Research and Professional Roles
Miranda's main areas of interest are in ethics, social epistemology, and in those regions of feminist philosophy that concern social identity, power, and rational authority. She is currently on a two-year Leverhulme Major Research Fellowship, working on a book in moral philosophy Explaining Blame and Forgiveness.
She is an Associate Editor of the Journal of the American Philosophical Association; and was recently appointed to the position of moral philosopher on the Spoliation Advisory Panel, DCMS, taking over the role from Baroness Mary Warnock.
Books and collections
- The Epistemic Life of Groups: Essays in the Epistemology of Collectives, eds. Brady & Fricker (forthcoming, Oxford University Press)
- Applied Epistemology, Special Issue of the Journal of Applied Philosophy (forthcoming), eds. Coady & Fricker
- Reading Ethics, co-authored and edited with Sam Guttenplan. An introductory textbook with interactive commentaries on classic texts in moral philosophy (Wiley-Blackwell, 2009)
- Epistemic Injustice: Power and the Ethics of Knowing (2007, Oxford University Press)
- Cambridge Companion to Feminism in Philosophy, eds. Fricker & Hornsby (2000, Cambridge University Press)
- ‘Fault and No-fault Responsibility for Implicit Prejudice—A Space for Epistemic Agent-regret’
- ‘Epistemic Reciprocity as a Central Human Capability’
- ‘Epistemic Injustice and Ignorance’
Reviews and resources on Epistemic Injustice
Social Epistemology brought out a Special Issue on Epistemic Injustice (2011, Vol. 26, issue 2) comprising papers by Elizabeth Anderson, James Bohman, Karen Jones, James McCollum, Jose Medina, Gloria Origgi, and Wayne Riggs; and an interview with Miranda conducted by Susan Dieleman. Subsequent exchanges came out online in the Social Epistemology Review and Reply Collective.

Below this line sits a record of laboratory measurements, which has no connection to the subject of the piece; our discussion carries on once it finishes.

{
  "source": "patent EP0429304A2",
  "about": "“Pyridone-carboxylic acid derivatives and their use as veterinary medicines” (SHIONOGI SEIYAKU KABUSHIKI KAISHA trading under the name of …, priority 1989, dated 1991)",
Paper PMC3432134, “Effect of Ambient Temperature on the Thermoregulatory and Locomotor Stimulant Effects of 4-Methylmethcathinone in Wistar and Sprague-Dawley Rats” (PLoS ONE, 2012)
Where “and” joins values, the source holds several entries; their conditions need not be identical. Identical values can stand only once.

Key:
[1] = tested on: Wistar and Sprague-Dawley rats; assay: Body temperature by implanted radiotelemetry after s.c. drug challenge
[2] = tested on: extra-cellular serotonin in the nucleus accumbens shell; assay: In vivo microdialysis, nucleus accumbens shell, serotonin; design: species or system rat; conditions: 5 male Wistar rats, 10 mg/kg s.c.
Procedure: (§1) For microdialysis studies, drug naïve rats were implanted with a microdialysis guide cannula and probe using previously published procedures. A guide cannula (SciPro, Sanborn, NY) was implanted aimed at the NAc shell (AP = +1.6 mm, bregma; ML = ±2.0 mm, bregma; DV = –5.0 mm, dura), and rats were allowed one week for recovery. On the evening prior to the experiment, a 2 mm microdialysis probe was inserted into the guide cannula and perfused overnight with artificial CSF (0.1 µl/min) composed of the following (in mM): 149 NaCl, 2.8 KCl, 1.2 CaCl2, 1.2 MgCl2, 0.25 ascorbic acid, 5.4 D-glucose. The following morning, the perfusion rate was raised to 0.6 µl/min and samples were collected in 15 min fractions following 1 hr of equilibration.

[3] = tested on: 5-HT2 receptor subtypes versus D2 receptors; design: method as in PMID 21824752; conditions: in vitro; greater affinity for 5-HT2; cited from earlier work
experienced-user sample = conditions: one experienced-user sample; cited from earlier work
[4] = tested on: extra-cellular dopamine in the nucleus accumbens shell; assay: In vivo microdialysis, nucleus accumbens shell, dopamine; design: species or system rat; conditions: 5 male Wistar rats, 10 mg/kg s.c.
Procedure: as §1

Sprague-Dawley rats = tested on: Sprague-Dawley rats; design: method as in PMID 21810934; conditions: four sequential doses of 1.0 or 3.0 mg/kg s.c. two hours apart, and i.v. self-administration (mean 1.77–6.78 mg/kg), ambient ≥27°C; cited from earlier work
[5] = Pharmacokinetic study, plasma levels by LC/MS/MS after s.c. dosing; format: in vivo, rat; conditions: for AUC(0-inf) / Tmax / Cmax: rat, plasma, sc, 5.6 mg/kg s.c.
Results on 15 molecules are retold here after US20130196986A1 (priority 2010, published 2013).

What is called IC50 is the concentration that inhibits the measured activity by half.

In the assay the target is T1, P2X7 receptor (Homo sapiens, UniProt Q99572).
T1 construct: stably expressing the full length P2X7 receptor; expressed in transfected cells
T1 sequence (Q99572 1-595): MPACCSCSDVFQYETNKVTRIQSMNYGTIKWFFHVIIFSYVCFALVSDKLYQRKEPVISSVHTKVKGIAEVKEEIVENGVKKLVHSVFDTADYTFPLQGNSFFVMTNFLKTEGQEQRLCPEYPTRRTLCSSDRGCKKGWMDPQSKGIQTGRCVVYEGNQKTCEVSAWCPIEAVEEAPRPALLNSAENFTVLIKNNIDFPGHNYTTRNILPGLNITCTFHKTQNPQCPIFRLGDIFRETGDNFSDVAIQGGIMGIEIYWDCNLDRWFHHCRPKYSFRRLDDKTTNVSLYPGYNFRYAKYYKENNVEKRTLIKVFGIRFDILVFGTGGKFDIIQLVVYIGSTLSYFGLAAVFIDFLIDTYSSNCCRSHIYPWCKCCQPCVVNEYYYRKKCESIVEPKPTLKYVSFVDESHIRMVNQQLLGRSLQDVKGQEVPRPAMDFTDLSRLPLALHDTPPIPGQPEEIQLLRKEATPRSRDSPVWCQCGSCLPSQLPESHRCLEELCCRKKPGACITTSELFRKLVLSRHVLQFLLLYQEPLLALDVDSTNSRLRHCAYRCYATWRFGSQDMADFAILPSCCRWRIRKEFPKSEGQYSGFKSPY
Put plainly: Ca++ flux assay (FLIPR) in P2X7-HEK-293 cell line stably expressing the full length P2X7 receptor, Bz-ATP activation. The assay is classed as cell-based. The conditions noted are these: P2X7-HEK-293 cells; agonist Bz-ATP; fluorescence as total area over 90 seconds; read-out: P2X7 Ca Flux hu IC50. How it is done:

Symposia on the book are in Episteme, Vol. 7, Issue 2 (2010), with commentators Linda Alcoff, Sanford Goldberg, and Chris Hookway; and in Theoria Vol. 23/1 No. 61 (2008), with commentators Jesus Zamora Bonilla and Francisco Javier Gil Martin.
An excellent teaching resource is the Oxford Bibliographies Online annotated reading list for Epistemic Injustice.
Public lecture for Medical Humanities Sheffield
- 'What's the Point of Blame? A Paradigm Based Explanation', Nous early view (2014)
- 'Styles of Moral Relativism - A Critical Family Tree', Oxford Handbook of the History of Ethics, ed. Roger Crisp (OUP 2013)
- 'Epistemic Justice As A Condition of Political Freedom', Synthese Vol. 190, Issue 7 (2013), 1317-1332
- 'Group Testimony? The Making of A Collective Good Informant', Philosophy and Phenomenological Research 84 (2012), 249-276
- 'The Relativism of Blame and Williams’ Relativism of Distance', Proceedings of the Aristotelian Society Supp. Vol. LXXXIV (2010), 151-77
- ‘Can There Be Institutional Virtues?’, Oxford Studies in Epistemology (Special Theme: Social Epistemology) Vol. 3, eds. T. S. Gendler & J. Hawthorne (2010) pp. 235-252
- ‘Scepticism and The Genealogy of Knowledge: Situating Epistemology in Time’ (Philosophical Papers, Vol. 37 (1) 2008: pp. 27-50), reprinted in A. Haddock, A. Millar & D. Pritchard (eds.) Social Epistemology (OUP, 2010)
- ‘The Value of Knowledge and The Test of Time’, Epistemology, Royal Institute of Philosophy Series (Cambridge University Press, 2008) 'translated into Spanish and reprinted in eds. Margarita Valdés and Miquel Àngel Fernàndez, Valores Epistémicos (Universidad Nacional Autónoma de México, 2010)'
- ‘Life-Story in Beauvoir’s Memoirs’, The Cambridge Companion to Simone de Beauvoir ed. Claudia Card (CUP, 2003)
- ‘Confidence and Irony’, Morality, Reflection, and Ideology ed. Edward Harcourt (OUP, 2000)